WASHINGTON — Holding up a mock joint from his perch as chairman of a House Oversight subcommittee, a Republican congressman said a new law decriminalizing marijuana possession in the nation’s capital raises plenty of questions, but he hasn’t decided whether Congress should intervene.
Rep. John Mica of Florida said at a hearing Friday that he was not singling out the District of Columbia’s marijuana policy for scrutiny, and he offered no opinion on its merits. After the hearing, he described his own position on marijuana decriminalization as “evolving.”
Mayor Vincent Gray signed a bill in March that makes possession of less than one ounce of pot a civil offense subject to a $25 fine.
Mica, brandishing an imitation marijuana cigarette, noted that a person could roll more than 20 joints with an ounce of pot. He asked what would happen if someone were found with pot on a street bordering the National Mall, which is federal property.
The acting U.S. Park Police chief said his officers could still arrest someone under those circumstances, while D.C. police said they would not.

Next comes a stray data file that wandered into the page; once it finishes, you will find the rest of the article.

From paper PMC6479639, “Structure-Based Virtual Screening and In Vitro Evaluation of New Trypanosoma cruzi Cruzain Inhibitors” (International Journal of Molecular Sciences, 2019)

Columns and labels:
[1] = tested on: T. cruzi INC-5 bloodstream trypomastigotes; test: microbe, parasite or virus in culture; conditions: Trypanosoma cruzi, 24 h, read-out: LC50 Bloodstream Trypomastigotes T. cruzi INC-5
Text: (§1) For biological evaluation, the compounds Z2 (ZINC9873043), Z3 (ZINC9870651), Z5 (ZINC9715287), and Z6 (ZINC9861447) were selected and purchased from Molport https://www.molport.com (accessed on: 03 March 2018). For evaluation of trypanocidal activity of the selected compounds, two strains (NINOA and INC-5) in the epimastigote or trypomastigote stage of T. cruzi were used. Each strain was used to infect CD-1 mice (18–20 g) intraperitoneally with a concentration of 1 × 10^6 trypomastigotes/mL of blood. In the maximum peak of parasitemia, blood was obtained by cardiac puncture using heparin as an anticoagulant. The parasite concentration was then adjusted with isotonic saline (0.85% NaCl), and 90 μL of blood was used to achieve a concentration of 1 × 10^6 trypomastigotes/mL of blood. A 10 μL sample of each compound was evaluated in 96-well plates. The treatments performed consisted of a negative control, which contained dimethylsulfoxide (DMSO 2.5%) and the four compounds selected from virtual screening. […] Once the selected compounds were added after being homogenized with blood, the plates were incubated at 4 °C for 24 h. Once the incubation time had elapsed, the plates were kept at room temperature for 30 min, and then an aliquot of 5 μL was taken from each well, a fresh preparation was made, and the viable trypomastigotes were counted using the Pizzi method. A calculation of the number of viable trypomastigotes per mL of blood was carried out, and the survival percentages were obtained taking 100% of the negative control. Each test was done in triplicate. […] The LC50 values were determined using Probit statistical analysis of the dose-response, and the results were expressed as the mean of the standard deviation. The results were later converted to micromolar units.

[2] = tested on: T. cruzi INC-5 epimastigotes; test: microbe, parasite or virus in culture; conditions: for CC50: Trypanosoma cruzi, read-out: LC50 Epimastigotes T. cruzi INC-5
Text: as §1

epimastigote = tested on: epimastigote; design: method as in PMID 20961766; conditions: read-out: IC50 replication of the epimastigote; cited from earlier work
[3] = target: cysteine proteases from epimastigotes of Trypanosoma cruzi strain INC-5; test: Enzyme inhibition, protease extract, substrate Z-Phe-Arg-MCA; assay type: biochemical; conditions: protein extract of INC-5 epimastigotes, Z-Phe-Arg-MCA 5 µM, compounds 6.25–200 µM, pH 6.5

“We’re not picking on the District. We’re looking at the implications for federal prosecution,” Mica said.
The law would take effect if Congress takes no action after 60 legislative days. It would not apply to federal law enforcement agents such as U.S. Park Police or on federal property, which makes up nearly a quarter of the land in the city.
Congress rarely seeks to invalidate laws passed by the local government, but it has used the appropriations process to block policies opposed by social conservatives. District voters approved medical marijuana in a 1998 referendum, but for 11 years thereafter, Congress prevented the city from making it available. Congress also routinely bars the District from spending tax dollars on abortion.
Seventeen states have some form of marijuana decriminalization. Friday’s hearing was the third that Mica’s subcommittee has held on the conflict between local and federal drug laws and the Obama administration’s enforcement priorities.
Another Republican, Rep. John Fleming of Louisiana, said after the hearing that he would consider trying to block the district’s law, but the physician and an outspoken opponent of marijuana liberalization said he’s not sure whether it would be feasible or appropriate for Congress to intervene.
David O’Neil, acting assistant attorney general for the criminal division of the Justice Department, said the department would treat the District the same way it treats the states that have decriminalized marijuana — by focusing on enforcement priorities that include large-scale drug trafficking and distribution of the drug to minors or on federal property.
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